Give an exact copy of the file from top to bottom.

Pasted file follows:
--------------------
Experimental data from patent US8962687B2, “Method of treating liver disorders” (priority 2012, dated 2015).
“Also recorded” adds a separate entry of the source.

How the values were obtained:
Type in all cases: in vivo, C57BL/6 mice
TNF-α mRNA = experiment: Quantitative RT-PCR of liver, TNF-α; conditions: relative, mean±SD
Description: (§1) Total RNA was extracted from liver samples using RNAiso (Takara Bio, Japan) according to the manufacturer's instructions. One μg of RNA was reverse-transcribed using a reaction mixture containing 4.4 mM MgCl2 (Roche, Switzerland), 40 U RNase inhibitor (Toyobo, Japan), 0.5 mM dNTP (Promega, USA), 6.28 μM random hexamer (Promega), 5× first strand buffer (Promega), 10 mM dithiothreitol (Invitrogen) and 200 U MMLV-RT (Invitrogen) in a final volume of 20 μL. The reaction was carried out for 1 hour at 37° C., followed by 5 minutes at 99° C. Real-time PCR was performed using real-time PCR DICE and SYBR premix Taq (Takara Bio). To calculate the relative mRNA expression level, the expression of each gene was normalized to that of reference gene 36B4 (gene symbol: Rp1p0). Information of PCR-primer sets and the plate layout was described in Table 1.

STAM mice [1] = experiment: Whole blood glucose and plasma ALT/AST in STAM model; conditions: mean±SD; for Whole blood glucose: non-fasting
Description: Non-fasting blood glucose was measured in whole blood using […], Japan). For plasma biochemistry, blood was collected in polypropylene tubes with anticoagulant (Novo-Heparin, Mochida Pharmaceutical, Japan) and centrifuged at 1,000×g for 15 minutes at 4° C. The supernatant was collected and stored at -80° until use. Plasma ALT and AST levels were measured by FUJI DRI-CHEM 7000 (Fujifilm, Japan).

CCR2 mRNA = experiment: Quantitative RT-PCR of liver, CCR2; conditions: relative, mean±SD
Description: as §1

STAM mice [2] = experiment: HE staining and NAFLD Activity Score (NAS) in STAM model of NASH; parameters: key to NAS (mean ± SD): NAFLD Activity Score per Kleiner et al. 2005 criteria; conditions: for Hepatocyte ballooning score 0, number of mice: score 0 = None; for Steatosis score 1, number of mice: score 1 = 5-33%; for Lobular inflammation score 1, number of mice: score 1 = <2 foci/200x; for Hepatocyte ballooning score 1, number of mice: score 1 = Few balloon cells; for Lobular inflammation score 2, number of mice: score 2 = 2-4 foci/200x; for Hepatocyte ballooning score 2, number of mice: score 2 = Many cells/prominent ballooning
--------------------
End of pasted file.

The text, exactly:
Experimental data from patent US8962687B2, “Method of treating liver disorders” (priority 2012, dated 2015).
“Also recorded” adds a separate entry of the source.

How the values were obtained:
Type in all cases: in vivo, C57BL/6 mice
TNF-α mRNA = experiment: Quantitative RT-PCR of liver, TNF-α; conditions: relative, mean±SD
Description: (§1) Total RNA was extracted from liver samples using RNAiso (Takara Bio, Japan) according to the manufacturer's instructions. One μg of RNA was reverse-transcribed using a reaction mixture containing 4.4 mM MgCl2 (Roche, Switzerland), 40 U RNase inhibitor (Toyobo, Japan), 0.5 mM dNTP (Promega, USA), 6.28 μM random hexamer (Promega), 5× first strand buffer (Promega), 10 mM dithiothreitol (Invitrogen) and 200 U MMLV-RT (Invitrogen) in a final volume of 20 μL. The reaction was carried out for 1 hour at 37° C., followed by 5 minutes at 99° C. Real-time PCR was performed using real-time PCR DICE and SYBR premix Taq (Takara Bio). To calculate the relative mRNA expression level, the expression of each gene was normalized to that of reference gene 36B4 (gene symbol: Rp1p0). Information of PCR-primer sets and the plate layout was described in Table 1.

STAM mice [1] = experiment: Whole blood glucose and plasma ALT/AST in STAM model; conditions: mean±SD; for Whole blood glucose: non-fasting
Description: Non-fasting blood glucose was measured in whole blood using […], Japan). For plasma biochemistry, blood was collected in polypropylene tubes with anticoagulant (Novo-Heparin, Mochida Pharmaceutical, Japan) and centrifuged at 1,000×g for 15 minutes at 4° C. The supernatant was collected and stored at -80° until use. Plasma ALT and AST levels were measured by FUJI DRI-CHEM 7000 (Fujifilm, Japan).

CCR2 mRNA = experiment: Quantitative RT-PCR of liver, CCR2; conditions: relative, mean±SD
Description: as §1

STAM mice [2] = experiment: HE staining and NAFLD Activity Score (NAS) in STAM model of NASH; parameters: key to NAS (mean ± SD): NAFLD Activity Score per Kleiner et al. 2005 criteria; conditions: for Hepatocyte ballooning score 0, number of mice: score 0 = None; for Steatosis score 1, number of mice: score 1 = 5-33%; for Lobular inflammation score 1, number of mice: score 1 = <2 foci/200x; for Hepatocyte ballooning score 1, number of mice: score 1 = Few balloon cells; for Lobular inflammation score 2, number of mice: score 2 = 2-4 foci/200x; for Hepatocyte ballooning score 2, number of mice: score 2 = Many cells/prominent ballooning